Caravan, fast food, 'Harry's Cafe de Wheels', metal / timber / vinyl, maker unknown, used by Harry Edwards and Alex Kuronya, Australia, 1945
More than a pie cart, the venerable establishment known as Harry's Cafe de Wheels is a unique piece of Sydney's history, and the stuff of legend and myth. Originally known simply as Harry's, one story states that it became a 'Cafe de Wheels' due to a council regulation that mobile food vans had to move a minimum one foot per day. With customers' cars often crowding the entrance to Garden Island, Harry's was a thorn in the side of the Navy for years.
Harry's typically Australian fast food, especially his classic pie 'n' pea floaters, captured the public's imagination and made the Cafe de Wheels a unique part of the city's nightlife. It attracted blue collar workers, sailors, taxi drivers and late night revellers from Kings Cross. It even became a tourist attraction. International celebrity visitors included Frank Sinatra, Johnnie Ray, Judy Garland, Marlene Dietrich, Robert Mitchum, Shirley Maclaine, Phyllis Diller, Colonel Sanders and Elton John. Local supporters included John Laws, Mike Walsh, Kerry Packer and Olivia Newton-John. Despite this glamorous patronage, Harry's maintained an egalitarian reputation. Musicians, streetwalkers, dancers, policemen and bookmakers could be seen late at night devouring meat pies, hot dogs and crumbed sausages alongside judges, politicians and society's well-to-do. With its romantic location between the 'Loo and the Cross, Harry's was a meeting place where social classes intersected. It represented something quintessential about the personality of Sydney.
Alex Kuronya, who operated Harry's Cafe from 1975 and donated this superseded van to the Museum in 1985, was a Hungarian-born refugee from Austria who arrived in 1950. He maintained the traditions of Harry's Cafe de Wheels and even answered to the name Harry. He was known to greet customers with a friendly 'Hi ya handsome, what'll it be tonight?'
Revitalised under the ownership of Michael Hannah, who acquired the business in 1988, Harry's Cafe de Wheels remains a famous Sydney landmark that continues to flourish at Woolloomooloo, selling the same style of cuisine that made it famous. The food is now supplied by Hannah's Pies, whose bakery outlet is located next to the Powerhouse Museum in Ultimo.
The van's chassis of welded steel tube appears to be of one-off handyman manufacture. The van's shell is crudely constructed from sheet steel, which has been bolted to a welded angle iron frame. The shell has been subject to heavy use, with numerous dents and scratches, as well as welded patch repairs and open bolt holes. It has been modified by the insertion of an exhaust fan and the attachment of water outlets and electrical fittings. Demountable advertising signs were attached to either side of the serving hatch. The original timber floor has been patched with masonite and covered with vinyl.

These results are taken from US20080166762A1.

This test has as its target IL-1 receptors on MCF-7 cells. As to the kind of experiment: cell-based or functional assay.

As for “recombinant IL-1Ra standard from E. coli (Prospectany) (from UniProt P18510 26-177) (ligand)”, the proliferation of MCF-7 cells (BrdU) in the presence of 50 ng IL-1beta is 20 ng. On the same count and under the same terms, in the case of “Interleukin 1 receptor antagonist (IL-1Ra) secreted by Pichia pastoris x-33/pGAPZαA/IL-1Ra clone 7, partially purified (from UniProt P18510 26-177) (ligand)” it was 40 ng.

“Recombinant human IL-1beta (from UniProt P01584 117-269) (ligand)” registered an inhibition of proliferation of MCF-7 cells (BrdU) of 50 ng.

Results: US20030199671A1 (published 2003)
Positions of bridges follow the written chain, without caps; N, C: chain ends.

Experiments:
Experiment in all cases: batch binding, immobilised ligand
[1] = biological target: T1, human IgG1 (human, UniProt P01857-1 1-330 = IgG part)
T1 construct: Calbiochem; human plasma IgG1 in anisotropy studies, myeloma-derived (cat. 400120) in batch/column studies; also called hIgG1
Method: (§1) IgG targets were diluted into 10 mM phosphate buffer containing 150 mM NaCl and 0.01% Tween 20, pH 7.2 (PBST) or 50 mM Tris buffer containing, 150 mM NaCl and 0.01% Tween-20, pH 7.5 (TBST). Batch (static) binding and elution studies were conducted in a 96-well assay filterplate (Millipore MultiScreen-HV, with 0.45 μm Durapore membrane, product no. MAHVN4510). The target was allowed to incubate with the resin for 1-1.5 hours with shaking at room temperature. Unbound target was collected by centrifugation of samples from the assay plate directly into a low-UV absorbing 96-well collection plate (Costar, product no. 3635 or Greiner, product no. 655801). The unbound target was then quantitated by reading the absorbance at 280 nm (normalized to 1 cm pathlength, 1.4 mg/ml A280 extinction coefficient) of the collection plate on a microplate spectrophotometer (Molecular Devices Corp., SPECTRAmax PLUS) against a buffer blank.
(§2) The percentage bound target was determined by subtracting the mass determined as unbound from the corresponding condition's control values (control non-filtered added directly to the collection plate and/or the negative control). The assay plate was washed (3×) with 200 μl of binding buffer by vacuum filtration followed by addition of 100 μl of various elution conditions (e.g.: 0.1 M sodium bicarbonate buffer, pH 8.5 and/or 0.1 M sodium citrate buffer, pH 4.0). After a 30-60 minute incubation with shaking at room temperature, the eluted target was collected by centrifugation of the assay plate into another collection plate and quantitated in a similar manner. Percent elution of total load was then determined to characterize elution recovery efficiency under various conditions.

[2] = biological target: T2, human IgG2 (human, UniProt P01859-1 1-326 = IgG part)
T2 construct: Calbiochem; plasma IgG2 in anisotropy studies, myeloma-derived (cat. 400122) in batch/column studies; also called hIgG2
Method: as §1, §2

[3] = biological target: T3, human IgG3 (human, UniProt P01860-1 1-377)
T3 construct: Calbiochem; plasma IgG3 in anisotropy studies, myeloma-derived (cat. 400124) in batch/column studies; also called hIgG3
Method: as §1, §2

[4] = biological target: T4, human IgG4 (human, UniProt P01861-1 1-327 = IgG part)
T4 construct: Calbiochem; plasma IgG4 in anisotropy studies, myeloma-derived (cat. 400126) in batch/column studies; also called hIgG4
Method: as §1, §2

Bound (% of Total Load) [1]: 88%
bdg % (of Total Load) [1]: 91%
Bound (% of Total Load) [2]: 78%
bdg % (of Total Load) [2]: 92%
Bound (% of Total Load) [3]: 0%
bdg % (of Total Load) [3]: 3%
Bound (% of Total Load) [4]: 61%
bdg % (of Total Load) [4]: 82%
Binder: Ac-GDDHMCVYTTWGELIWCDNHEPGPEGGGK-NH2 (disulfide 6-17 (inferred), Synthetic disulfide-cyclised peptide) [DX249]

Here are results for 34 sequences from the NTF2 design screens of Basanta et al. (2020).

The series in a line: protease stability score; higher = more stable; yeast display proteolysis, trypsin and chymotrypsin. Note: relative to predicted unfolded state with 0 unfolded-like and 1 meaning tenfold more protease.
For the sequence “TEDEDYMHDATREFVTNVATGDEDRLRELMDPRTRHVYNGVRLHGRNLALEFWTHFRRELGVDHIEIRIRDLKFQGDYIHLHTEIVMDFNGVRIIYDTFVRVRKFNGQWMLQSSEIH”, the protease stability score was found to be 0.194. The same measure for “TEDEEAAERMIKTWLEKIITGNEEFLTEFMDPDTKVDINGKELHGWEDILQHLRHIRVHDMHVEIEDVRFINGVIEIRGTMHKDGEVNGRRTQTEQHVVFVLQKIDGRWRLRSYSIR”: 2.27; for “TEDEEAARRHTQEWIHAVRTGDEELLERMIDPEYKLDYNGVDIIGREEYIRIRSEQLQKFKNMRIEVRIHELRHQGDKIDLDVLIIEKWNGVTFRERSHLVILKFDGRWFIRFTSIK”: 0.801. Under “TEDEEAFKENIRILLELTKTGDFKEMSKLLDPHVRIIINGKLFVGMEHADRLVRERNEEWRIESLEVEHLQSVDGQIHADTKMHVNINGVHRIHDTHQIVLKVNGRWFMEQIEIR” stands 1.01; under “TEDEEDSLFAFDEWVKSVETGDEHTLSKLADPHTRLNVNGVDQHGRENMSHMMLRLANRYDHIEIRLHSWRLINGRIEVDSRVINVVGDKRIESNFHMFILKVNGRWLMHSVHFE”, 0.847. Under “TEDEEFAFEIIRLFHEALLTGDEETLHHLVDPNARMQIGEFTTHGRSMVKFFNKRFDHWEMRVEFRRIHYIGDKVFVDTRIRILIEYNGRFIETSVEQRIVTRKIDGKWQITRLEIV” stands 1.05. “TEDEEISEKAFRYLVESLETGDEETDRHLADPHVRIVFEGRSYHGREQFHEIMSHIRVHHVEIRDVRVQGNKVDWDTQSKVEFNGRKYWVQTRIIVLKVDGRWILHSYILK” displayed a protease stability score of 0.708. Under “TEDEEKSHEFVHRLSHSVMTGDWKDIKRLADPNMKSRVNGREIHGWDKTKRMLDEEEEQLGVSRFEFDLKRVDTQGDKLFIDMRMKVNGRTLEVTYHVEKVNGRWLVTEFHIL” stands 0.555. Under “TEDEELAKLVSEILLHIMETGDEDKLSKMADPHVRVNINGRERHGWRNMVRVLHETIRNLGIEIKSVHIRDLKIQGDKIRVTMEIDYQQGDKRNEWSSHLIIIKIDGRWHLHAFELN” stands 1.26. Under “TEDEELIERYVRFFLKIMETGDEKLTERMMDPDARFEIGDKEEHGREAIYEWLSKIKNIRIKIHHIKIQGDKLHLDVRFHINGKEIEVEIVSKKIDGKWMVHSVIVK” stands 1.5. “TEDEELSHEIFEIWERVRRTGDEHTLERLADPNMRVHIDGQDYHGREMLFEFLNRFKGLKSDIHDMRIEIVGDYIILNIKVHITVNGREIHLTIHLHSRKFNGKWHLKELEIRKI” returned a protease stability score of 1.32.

In 1938 Harry 'Tiger' Edwards first opened a food cart at the corner of Macleay St and Cowper Wharf Road in Woolloomooloo. When war broke out he joined the army, serving with the 2/2nd Machine Gun Battalion in the Middle East. He was wounded and discharged in November 1942 suffering from severe asthma. Edwards was said to be 'quite a character', a gambler and a man who liked to be his own boss. He drove a taxi and a fruit truck before rigging up an old army ambulance as a mobile canteen which he operated at rugby league matches and other sporting events. In 1945 he swapped the ambulance for a makeshift caravan - the one in the Museum's collection -- and parked it outside the Garden Island Naval Dockyard.
When the police told Edwards to move his van as it was disrupting traffic, a thief mysteriously stole the wheels. This was in 1945 and for years, Harry's Cafe de Wheels had no wheels at all. The Maritime Services Board and Defence officials who controlled the Dockyard negotiated a permanent spot for Harry's Cafe outside the naval base. 'Besides, in 1945, people did not like to see bureaucrats pushing around wounded veterans who were trying to make an honest quid for themselves' (Jefferson Penberthy, 'Sydney Morning Herald', 11 July 1981).
Despite harrassment by the Council, State and Commonwealth Police, Harry's nocturnal eatery remained, although it was shifted up and down Cowper Wharf Road a number of times. Gus and Dorrie Williams worked at Harry's in the 1950s. Later Jack Keith of Bondi ran the café while Edwards retained ownership. The late Alex Kuronya acquired and ran Harry's from 1975. Harry Edwards died in 1979.
The van remained outside the entrance to Garden Island until 1981, when it was forced to move due to the Navy's redevelopment of the site. A temporary spot was found on Navy land on the foreshore opposite Brougham St. In 1985, after some debate about its future, the Lord Mayor Doug Sutherland secured a new permanent site at the bottom of McElhone Steps in Cowpers Wharf Road. However to satisfy Council's health regulations the old van, propped up by packing cases on its axles, had to be replaced. Alex Kuronya kindly donated the van to the Powerhouse Museum where it was retired and preserved after 40 years of service.
In 1994 the Powerhouse Museum's Department of Conservation fitted the caravan with wheels so that it could be manoeuvred easily. It was the intention at the time of its acquisition to use 'Harry's Cafe de Wheels' as a working cafe within the grounds of the Museum, but from both a conservation and health and safety viewpoint, this proved unfeasible.